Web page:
Joshua Lederberg, the Nobel Prize Laureate once observed that the failure of regulatory, legal and political institutions to integrate scientific advances into risk selection and assessment was the most important barrier to improved public health.
Lederberg noted that in the absence of such changes, "the precedents affecting the long-term rationale of social policy will be set, not on the basis of well-debated principles, but on the accidents of the first advertised examples."
Policies and regulations that seek to limit risk are often shaped by the immediate fear of sensational events. This perspective is commonly called "The Precautionary Principle" which in various forms asserts that unless innovators can demonstrate that a new technology is risk free, it should be not allowed into the marketplace. Moreover, any product that could possibly be dangerous at any level should be strictly and severely regulated.
Which brings us to yesterday’s announcement that the federal government (led by the DEA) is finalizing new restrictions on hundreds of medicines containing hydrocodone, the highly addictive painkiller that has grown into the most widely prescribed drug in the U.S.
The new rules mean that drugs like Vicodin, Lortab and other generic versions will be subject to the same prescribing rules as painkillers like codeine and oxycodone. Patients will be limited to one 90-day supply of medication and will have to see a health care professional to get a refill. Additionally, in many states prescribing authority will be limited to physicians, not nurses or physician assistants.
Will this limit abuse? That’s a theory. What's a fact is the negative impact it will have on the tens of millions of Americans who suffer from chronic pain.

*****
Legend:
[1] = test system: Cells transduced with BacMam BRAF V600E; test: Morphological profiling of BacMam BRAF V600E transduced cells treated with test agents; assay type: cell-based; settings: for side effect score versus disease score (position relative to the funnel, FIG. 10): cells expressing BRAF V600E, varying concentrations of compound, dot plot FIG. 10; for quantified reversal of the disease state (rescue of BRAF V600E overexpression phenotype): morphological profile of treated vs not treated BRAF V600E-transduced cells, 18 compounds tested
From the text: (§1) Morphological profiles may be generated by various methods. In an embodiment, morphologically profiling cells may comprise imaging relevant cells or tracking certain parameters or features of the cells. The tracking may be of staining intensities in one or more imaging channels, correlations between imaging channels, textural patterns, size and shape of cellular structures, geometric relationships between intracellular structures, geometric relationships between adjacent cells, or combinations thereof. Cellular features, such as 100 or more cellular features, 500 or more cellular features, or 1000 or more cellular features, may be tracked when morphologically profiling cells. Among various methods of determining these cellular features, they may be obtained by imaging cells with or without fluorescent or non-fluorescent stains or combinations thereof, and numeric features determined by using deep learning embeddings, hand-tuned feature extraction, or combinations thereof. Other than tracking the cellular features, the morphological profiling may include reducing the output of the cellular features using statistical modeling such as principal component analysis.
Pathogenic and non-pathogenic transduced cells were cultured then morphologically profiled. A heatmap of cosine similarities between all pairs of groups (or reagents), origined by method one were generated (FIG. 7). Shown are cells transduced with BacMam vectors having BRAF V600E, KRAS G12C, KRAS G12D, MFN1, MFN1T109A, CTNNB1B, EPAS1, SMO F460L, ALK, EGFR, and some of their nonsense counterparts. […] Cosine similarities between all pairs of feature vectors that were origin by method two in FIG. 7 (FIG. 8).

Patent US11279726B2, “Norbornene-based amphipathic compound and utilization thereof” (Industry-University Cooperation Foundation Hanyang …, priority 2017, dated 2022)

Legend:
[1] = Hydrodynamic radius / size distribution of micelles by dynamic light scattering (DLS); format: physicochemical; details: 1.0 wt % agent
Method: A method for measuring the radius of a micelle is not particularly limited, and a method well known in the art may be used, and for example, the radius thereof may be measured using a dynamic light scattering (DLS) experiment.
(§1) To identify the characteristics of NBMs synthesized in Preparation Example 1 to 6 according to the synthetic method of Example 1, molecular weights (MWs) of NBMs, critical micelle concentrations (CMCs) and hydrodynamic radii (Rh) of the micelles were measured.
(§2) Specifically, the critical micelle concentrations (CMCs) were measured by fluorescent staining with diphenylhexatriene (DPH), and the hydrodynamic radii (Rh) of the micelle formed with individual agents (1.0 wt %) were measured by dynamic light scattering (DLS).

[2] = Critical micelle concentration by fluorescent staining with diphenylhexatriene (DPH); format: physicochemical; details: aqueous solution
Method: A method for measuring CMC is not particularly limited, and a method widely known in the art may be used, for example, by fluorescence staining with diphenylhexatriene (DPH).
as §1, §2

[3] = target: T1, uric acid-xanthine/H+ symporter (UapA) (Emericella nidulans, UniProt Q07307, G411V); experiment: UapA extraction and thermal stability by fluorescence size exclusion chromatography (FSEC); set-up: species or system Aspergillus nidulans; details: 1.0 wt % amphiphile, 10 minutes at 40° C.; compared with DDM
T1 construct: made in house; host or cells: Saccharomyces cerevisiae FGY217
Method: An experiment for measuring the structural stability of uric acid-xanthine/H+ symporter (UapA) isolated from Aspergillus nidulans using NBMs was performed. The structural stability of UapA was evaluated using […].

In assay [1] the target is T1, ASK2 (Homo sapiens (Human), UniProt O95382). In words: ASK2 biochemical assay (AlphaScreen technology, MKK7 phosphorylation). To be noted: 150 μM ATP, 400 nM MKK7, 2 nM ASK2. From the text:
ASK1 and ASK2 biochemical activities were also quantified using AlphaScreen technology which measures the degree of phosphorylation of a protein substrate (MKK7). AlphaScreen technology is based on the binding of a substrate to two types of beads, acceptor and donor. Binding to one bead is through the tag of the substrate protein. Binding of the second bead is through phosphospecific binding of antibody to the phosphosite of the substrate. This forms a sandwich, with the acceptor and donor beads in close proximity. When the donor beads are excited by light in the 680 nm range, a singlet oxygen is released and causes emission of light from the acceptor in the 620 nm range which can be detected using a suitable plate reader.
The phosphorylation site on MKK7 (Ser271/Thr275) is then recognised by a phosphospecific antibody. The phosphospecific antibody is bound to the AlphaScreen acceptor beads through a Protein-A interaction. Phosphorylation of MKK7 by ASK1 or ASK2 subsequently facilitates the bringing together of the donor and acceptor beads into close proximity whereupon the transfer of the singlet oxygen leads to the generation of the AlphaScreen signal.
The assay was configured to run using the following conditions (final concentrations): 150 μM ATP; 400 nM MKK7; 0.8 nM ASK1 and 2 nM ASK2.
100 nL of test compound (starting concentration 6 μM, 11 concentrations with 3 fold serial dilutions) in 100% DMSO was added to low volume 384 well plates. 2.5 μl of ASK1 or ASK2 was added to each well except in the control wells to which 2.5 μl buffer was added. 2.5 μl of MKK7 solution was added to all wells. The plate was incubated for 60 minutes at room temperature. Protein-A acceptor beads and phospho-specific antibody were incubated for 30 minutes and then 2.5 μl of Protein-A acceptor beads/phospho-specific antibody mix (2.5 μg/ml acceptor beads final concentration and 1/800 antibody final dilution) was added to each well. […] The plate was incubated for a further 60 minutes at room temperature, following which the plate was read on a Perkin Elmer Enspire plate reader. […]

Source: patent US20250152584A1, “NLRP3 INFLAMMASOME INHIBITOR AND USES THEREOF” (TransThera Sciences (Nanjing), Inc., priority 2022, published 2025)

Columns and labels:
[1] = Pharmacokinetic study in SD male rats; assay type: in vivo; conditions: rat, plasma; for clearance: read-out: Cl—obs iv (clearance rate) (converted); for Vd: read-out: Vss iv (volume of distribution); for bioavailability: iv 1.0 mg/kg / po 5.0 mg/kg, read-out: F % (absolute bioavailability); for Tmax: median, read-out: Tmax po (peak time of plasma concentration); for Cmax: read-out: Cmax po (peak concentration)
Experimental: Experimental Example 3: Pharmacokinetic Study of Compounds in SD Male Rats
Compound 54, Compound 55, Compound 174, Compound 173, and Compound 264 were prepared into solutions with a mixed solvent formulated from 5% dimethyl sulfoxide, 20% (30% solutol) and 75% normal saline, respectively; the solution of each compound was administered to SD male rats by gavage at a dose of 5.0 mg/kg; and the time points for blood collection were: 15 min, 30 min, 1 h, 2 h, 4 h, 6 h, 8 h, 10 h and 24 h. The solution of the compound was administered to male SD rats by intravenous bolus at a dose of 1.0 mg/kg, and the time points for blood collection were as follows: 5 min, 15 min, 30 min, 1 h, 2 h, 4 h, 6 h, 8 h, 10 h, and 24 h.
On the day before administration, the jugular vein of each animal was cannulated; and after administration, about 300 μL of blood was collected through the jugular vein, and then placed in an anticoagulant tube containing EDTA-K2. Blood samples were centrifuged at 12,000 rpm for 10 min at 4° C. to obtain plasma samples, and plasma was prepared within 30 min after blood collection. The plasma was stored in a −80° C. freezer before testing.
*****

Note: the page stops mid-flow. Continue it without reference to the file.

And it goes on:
Last September, CMPI held a conference on the issue of opioid pain medications. One of the panelists was Cindy Steinberg, the National Director of Policy and Advocacy for the US Pain Foundation. Here’s what she had to say about upscheduling:
That’s going to mean that people need to see their doctor at least four and sometimes 12 times a year just to obtain a script because of the very strict requirements on Schedule II medications. The hydrocodone combinations are now Schedule III and if they are upscheduled, in Massachusetts for example, where Schedule II scripts expire in 30 days and cannot be written for more than a 30 day supply, many people in my group are that are taking hydrocodone combinations medications would have to see their doctor every 30 days for a script.
They now see their doctor perhaps twice a year. So, they would have to go see their doctor 12 times per year. People have a hard time finding a pain doctor period, let alone getting an appointment.
Somebody in my group was referred to a pain specialist in January of 2012 and the first appointment she was able to get was in December of 2012. She had to wait almost an entire year to see a pain doctor. So how are we going to handle the number of people that are going to need appointments to get their medications? In Massachusetts, as I mentioned Schedule II scripts expire in 30 days and by federal law cannot be refilled. I have a person in my group that has osteonecrosis. He was an early heart transplant patient and the steroids he had to take to maintain his organ transplant resulted in osteonecrosis which has eroded every joint in his body. He’s had multiple joint replacements and lives with a very high degree of pain. His wife has to drive him to the doctor now every 30 days in order to get his Schedule II medication because he needs to get a physical script. And that’s going to happen to many people if these Schedule III medications are rescheduled. And as I mentioned, given all those extra appointments, think about what that is going to do to healthcare costs.Upscheduling will result in tighter restrictions for patients who really need the medications, more paperwork for physicians and a heavier workload for pharmacists. Abusers and criminals rarely follow regulations.